Wilderness is currently ravaging through California, with thousands of people forced to flee from their homes and dozens of residents…
Wilderness is currently ravaging through California, with thousands of people forced to flee from their homes and dozens of residents killed. Earlier this year, a series of fires in the Greek coast killed 99 people in the deadliest firefire worldwide since 2009. In July 2018, smoke fired in Russia as far as in North America. This is a new normal.
But as fires multiply around the world, so ask questions about them – and misconceptions. Here are five common myths about wild fires – some of them can undermine our success to fight them.
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Myth # 1
: Regular forest forest prevents wildfires
A common assumption is to log or remove any trees that would prevent fires. In fact, many forest experts say logging is ineffective. This is because, after logging, stumps and branches leave the wood to provide a superfuel for fire – one that is even drier (and more flammable) in the absence of a wood beam.
There are plenty of science behind these statements. For example, a new study showed that burns tended to be higher in areas with higher levels of management. Researchers who work with fire protection also contest arguments that log protects threatened species from forest fires, a common argument for the removal of trees. In fact, it seems that animals like the iconic dotted owl still benefit from a burnt forest and that the removal of the trees can harm them.
Another practice is to clear entire areas of a forest, a common method used by firefighters to prevent the spread of fire.
Myth # 2: There is nothing you can do to protect your property
Wildfires are powerful and threatening, but households can reduce their risk by taking action at home. The building itself should be the first concern. Houses with refractory ceilings have a better chance of surviving a fire. The owners should also remove combustible materials from around the structure, including leaves in the gutters and roof lines.
Families can create a “defensive zone” between their homes and surrounding wilderness. This means cleaning everything that can take fire, such as brushes, dried leaves and wood traces within 30 meters (9m) structures. When they are 30-100 meters from homes, trees should have large distances between canopies – 12 feet (3.6m) space between peaks that are between 30-60ft (9-18m) from a home and 6 feet (1.8m) space for peaks 60 feet (18 m) away.
Myth # 3: Forest fires are an inevitable fact of nature
Although fires are a natural phenomenon, the extent and intensity they are happening now is not – and one of the effects of climate change.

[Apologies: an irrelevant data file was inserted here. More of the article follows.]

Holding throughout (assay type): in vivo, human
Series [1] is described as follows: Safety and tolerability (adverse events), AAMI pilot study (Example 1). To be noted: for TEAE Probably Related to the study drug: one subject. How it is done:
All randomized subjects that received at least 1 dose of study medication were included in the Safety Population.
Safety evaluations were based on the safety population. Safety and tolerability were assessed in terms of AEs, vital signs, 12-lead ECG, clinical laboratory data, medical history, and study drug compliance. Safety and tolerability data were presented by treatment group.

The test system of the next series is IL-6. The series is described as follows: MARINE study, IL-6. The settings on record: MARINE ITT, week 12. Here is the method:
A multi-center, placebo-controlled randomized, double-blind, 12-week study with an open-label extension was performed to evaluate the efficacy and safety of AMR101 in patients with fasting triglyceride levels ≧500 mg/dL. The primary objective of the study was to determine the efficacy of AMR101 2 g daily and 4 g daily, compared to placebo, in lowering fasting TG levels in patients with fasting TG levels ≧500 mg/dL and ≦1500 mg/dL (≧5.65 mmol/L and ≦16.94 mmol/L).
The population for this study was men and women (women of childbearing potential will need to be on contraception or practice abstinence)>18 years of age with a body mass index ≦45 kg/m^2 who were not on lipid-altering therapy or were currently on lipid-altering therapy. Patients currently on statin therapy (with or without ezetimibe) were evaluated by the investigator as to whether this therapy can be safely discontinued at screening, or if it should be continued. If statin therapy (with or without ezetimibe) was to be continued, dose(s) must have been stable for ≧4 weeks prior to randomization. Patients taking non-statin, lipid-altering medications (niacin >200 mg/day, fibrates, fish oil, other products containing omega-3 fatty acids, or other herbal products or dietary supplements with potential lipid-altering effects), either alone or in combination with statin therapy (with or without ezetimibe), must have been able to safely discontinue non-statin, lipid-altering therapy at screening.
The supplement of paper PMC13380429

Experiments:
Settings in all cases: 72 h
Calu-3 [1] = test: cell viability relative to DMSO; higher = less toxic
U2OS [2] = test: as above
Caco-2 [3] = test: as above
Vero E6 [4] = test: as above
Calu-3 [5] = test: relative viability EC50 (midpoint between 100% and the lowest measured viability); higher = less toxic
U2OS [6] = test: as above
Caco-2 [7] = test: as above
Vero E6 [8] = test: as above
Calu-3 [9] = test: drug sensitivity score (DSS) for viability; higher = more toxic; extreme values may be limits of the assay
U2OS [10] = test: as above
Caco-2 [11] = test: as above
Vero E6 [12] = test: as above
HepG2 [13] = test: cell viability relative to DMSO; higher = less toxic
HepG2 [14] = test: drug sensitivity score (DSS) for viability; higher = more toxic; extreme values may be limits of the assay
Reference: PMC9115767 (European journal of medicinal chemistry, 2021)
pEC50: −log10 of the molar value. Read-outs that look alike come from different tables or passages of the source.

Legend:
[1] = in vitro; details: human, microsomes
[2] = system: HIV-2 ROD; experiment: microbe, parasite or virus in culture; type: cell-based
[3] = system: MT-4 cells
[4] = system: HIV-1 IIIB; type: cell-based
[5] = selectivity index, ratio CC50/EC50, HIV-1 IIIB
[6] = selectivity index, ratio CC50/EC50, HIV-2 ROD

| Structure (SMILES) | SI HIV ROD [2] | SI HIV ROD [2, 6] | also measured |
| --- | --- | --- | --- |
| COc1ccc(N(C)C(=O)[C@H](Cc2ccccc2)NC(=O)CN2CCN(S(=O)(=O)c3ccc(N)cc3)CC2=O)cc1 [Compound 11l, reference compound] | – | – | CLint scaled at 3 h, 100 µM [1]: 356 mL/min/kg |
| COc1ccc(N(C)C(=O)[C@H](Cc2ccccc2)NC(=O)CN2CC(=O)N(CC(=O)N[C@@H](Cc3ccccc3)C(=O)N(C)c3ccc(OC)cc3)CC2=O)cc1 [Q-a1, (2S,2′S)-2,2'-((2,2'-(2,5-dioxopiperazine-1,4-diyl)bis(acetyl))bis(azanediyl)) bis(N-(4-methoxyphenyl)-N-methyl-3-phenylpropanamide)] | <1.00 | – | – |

We saw fewer fires between 1930 and 1980, a period that coincided with cooler and humid conditions. But since the climate has become warmer and drier over the past four decades, the number of fires has increased. In just two years between 1980 and 1999, wild fires burned more than 6 million hectares (2.4m acres) of the United States wilderness. But between 2000 and 2017 there were 10 years of burned area above this threshold.
Globally, the length of the fireplace increased by almost 19% between 1978 and 2013.
While you can not point to climate change that causes a certain fire, it affects factors that help kick and spread fires like big drought , high temperatures, low humidity and high winds. As a result, researchers say that the increase of fires around the world, from Siberia to Portugal, is linked to climate change.
Myth # 4: All fires are bad and must be extinguished immediately.
] Forest fires have played a decisive role in ecosystems over the millennium and life has evolved next to them: some beers only feed up in the heat of the fire , pine cones germinate with periodic fires and cleansed space from burnt trees allow new plants to spring.
In fact, the benefits that many people now hope to achieve with logging or forest management – clearing of dense forests – are naturally made of forest fires. The flames consume periodically smaller branches and trees that kill the forest, which otherwise would otherwise act as fuel.
By fighting wildfields relentlessly over the last century, we have prevented this “cleansing”: less than 1% of US fires may burn. This strategy works better when there are fewer fires – but in our current extreme conditions, pumping more money to fight fires can have a declining rate of return.
Myth # 5: It is possible to eradicate (or control) all forest fires
As we have already seen, climate change, together with other factors such as the proliferation of human settlements, is expected to increase wild fires, especially in the middle to high latitudes, over the next decades. The tropics can see a decrease in fires, which may be a relief for countries approaching the equator. But the rest of the world would have to deal with an increasing number of them.
Some fires, like California’s Camp Fire, are too fast to handle. Evacuation and relocation are the only reasonable answers. This leads to the question of whether communities such as paradise, which were almost destroyed by fire, should stay where they are – or move elsewhere.
Some experts require returning to traditional domestic fire knowledge to handle the flames. Since efforts to burn fires seem insufficient – and as fires are likely to get worse – there are issues that politicians need to face.
Diego Arguedas Ortiz is a BBC Future science and climate change reporter. He is @arguedasortiz on Twitter.
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